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Acta Trop. 2014 Oct;138:28-37. doi: 10.1016/j.actatropica.2014.06.004. Epub 2014 Jun 16.

Clonorcis sinensis eggs are associated with calcium carbonate gallbladder stones.

Author information

1
The Second People's Hospital of Panyu, Panyu, Guangzhou 511430, Guangdong Province, PR China; Institute of Gallbladder Disease of Panyu, Guangzhou 511430, Guangdong Province, PR China. Electronic address: fqj1958@163.com.
2
The Sixth People's Hospital of Nansha, Nansha, Guangzhou 511470, Guangdong Province, PR China.
3
Institute of Gallbladder Disease of Panyu, Guangzhou 511430, Guangdong Province, PR China; The Sixth People's Hospital of Nansha, Nansha, Guangzhou 511470, Guangdong Province, PR China.

Abstract

Calcium carbonate gallbladder stones were easily neglected because they were previously reported as a rare stone type in adults. The aim of this study was to investigate the relationship between calcium carbonate stones and Clonorchis sinensis infection. A total of 598 gallbladder stones were studied. The stone types were identified by FTIR spectroscopy. The C. sinensis eggs and DNA were detected by microscopic examination and real-time fluorescent PCR respectively. And then, some egg-positive stones were randomly selected for further SEM examination. Corresponding clinical characteristics of patients with different types of stones were also statistically analyzed. The detection rate of C. sinensis eggs in calcium carbonate stone, pigment stone, mixed stone and cholesterol stone types, as well as other stone types was 60%, 44%, 36%, 6% and 30%, respectively, which was highest in calcium carbonate stone yet lowest in cholesterol stone. A total of 182 stones were egg-positive, 67 (37%) of which were calcium carbonate stones. The C. sinensis eggs were found adherent to calcium carbonate crystals by both light microscopy and scanning electron microscopy. Patients with calcium carbonate stones were mainly male between the ages of 30 and 60, the CO2 combining power of patients with calcium carbonate stones were higher than those with cholesterol stones. Calcium carbonate gallbladder stones are not rare, the formation of which may be associated with C. sinensis infection.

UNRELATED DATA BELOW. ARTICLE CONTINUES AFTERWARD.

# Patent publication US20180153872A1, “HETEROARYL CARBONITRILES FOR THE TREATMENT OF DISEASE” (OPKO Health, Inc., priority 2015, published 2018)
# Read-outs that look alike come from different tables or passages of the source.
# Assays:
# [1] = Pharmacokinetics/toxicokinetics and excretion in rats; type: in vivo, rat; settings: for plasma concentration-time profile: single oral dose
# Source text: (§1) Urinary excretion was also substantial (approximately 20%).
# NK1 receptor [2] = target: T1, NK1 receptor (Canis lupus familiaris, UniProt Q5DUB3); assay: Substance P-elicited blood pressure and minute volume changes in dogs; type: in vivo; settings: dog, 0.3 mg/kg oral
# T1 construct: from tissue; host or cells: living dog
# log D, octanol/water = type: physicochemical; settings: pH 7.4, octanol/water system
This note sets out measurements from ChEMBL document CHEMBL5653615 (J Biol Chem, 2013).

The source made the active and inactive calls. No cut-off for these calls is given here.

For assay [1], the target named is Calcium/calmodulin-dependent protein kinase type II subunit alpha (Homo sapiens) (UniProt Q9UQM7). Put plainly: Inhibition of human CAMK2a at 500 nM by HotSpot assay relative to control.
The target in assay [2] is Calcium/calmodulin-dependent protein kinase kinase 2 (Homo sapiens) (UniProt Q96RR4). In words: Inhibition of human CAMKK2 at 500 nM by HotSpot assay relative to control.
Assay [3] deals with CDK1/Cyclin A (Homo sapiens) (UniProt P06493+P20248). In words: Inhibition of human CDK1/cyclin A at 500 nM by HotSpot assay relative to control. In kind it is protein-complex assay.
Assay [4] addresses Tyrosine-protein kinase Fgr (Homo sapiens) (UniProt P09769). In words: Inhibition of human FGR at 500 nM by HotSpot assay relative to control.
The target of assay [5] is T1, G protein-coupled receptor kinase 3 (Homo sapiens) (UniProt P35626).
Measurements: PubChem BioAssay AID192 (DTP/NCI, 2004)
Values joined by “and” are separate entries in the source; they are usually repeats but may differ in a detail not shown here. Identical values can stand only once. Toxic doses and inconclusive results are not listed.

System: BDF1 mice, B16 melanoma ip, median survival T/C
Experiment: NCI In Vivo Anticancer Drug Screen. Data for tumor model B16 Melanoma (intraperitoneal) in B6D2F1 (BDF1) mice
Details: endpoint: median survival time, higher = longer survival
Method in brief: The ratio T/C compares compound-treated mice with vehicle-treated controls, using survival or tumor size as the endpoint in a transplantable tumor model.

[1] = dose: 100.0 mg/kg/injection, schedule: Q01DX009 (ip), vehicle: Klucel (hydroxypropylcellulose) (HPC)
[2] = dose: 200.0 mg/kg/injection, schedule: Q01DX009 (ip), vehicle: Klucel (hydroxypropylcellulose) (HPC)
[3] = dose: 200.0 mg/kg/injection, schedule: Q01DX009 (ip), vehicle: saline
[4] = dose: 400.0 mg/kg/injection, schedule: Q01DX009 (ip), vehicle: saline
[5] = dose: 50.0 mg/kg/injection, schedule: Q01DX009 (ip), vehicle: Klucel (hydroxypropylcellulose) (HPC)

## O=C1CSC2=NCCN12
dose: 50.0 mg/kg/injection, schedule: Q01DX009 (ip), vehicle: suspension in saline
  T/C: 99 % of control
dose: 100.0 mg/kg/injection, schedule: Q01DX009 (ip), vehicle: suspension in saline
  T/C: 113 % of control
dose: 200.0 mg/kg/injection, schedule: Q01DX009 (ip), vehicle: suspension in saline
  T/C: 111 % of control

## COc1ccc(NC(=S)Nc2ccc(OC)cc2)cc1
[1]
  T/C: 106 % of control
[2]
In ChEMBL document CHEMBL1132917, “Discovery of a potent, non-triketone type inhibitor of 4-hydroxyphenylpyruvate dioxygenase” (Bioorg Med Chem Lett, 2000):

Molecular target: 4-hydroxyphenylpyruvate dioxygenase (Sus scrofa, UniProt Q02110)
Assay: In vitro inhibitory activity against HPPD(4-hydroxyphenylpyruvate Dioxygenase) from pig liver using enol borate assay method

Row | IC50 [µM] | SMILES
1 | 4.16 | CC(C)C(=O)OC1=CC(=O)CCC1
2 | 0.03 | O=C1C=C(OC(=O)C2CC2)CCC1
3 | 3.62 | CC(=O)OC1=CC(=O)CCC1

KEYWORDS:

Aragonite type calcium carbonate; Calcite type calcium carbonate; Calcium carbonate stone; Clonorchis sinensis; Scanning electron microscopy

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